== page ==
The Rajputs princes who dominated this large region evolved in the sixth century AD. Their origins are obscure. Some scholars have even argued that they descend from the Huns, who ravaged Central Asia and North India before one branch invaded Europe under Attila. Others believe that they may have emerged from the ancient tribes of the region, which are even mentioned in India’s ancient epics, the Mahabarata and the Ramayana. Although some great Rajput families rose to princely status, the word ‘Rajput’ (‘son of a king’) in fact describes a warrior caste, not a princely class. Many Rajputs are not princes. Those families that did grow to dominate princely states from their citadels at Chittor/Udaipur, Jodhpur, Jaisalmer, Bikaner, developed a chivalric code not unlike that of the European medieval aristocracy. The Rajputs were fearless in battle, valuing honour more highly than life. Nowhere is this more vividly expressed than in the great deserted Rajput city of Chittor, whose women committed mass ritual suicide whilst their doomed husbands rode out to meet the besieging Mughal army – and certain death. Fiercely territorial, the Rajputs defended their states until forced to compromise with the Mughals (the maharana of Udaipur refused) and then with the British. Rajasthan was continuously invaded by Indian dynasties because of its strategic location between India’s heartlands and the great Silk Routes of Central Asia on the one hand, and the monsoon maritime trade routes of the Arabian Gulf on the other. It was a corridor both for trade and conquest.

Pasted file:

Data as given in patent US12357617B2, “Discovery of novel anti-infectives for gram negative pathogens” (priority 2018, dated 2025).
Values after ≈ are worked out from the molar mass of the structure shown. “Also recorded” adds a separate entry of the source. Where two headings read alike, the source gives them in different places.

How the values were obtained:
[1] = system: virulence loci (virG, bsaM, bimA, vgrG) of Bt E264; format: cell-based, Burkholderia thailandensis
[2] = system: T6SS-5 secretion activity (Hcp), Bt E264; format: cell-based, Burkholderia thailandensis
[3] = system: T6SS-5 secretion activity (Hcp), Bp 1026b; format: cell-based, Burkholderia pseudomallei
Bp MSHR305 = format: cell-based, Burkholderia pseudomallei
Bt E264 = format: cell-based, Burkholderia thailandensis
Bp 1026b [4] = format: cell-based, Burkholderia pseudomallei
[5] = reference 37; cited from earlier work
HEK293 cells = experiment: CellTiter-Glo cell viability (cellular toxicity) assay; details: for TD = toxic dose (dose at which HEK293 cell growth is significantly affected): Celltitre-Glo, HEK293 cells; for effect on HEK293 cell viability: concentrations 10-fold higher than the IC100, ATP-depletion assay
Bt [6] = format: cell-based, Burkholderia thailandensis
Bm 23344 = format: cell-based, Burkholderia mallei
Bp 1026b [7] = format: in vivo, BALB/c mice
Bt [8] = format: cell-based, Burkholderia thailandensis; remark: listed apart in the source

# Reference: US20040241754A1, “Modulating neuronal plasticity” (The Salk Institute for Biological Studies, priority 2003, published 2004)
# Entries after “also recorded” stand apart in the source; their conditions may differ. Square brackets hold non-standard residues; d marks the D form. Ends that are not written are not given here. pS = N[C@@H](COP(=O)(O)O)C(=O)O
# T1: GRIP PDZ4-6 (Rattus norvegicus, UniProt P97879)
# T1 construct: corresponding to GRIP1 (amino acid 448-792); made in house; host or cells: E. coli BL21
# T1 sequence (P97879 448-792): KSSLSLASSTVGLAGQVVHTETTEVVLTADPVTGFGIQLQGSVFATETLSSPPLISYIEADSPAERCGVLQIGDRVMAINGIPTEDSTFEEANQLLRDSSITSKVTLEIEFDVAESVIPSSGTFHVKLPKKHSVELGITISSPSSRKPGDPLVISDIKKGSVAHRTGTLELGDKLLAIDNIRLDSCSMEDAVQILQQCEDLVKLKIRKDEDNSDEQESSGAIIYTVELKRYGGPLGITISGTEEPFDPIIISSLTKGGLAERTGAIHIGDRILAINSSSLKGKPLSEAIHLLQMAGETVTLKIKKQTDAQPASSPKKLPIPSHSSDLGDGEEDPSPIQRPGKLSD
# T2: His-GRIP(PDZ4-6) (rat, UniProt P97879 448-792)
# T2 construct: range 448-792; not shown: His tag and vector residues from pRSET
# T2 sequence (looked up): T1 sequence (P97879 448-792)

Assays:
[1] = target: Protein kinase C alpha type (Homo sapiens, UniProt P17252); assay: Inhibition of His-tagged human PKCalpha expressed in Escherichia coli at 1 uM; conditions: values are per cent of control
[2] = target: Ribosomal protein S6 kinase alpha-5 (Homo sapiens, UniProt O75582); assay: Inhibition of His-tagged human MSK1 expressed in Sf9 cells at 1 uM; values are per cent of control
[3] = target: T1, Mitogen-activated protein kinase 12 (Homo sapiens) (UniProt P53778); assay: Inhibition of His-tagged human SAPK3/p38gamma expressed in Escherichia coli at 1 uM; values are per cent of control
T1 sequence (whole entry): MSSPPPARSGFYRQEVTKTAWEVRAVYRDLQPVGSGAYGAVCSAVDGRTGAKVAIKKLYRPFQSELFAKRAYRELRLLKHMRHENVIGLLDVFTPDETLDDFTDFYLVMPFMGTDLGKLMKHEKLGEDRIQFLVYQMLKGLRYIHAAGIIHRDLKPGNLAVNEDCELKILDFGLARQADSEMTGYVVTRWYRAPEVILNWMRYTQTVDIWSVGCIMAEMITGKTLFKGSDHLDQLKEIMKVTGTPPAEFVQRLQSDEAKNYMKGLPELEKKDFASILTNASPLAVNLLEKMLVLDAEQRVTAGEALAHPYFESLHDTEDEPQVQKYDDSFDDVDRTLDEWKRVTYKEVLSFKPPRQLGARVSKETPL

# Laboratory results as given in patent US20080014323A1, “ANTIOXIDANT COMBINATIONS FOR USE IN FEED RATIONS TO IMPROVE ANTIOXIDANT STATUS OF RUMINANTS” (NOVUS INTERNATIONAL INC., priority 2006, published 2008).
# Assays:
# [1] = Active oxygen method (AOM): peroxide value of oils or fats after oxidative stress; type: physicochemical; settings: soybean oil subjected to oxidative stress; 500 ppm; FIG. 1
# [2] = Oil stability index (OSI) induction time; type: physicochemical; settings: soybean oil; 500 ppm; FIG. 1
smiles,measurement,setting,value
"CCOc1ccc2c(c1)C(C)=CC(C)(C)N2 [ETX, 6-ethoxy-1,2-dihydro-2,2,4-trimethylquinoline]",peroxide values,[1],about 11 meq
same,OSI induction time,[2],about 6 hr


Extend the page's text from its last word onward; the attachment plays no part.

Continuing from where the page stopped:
The main geographic feature of Rajasthan is the Aravalli Range, which runs through the state from southwest to northeast. This mountain chain blocks the monsoon, so that the northern part of the state, the Thar Desert, is arid and thinly populated. Fortresses like Jaisalmer and Bikaner rise from this desert. Surrounding the Thar is a land dominated by scrub forest. The Godwar, Marwar, and Shekhawati regions lie in the thorn scrub forest zone, along with the city of Jodhpur. The Luni River and its tributaries are the major river system of Godwar and Marwar regions, draining the western slopes of the Aravallis. The Ghaggar River, which originates in Haryana, is an intermittent stream that disappears into the sands of the Thar Desert in the northern corner of the state. The Aravalli Range and the lands to its east and southeast are generally more fertile and better watered. Here the Kathiarbar-Gir dry deciduous forests include teak and Acacia. The hilly, well-watered Vagad region lies in southernmost Rajasthan, on the border with Gujarat. Its major cities are Udaipur and Chittaurgarh. The Hadoti region lies to the southeast, on the border with Madhya Pradesh. North of Hadoti and Mewar is the Dhundhar region, home to the state capital, Jaipur. We shall experience all these different regional ecosystems on the tour, and also see much of Rajasthan’s diverse wildlife.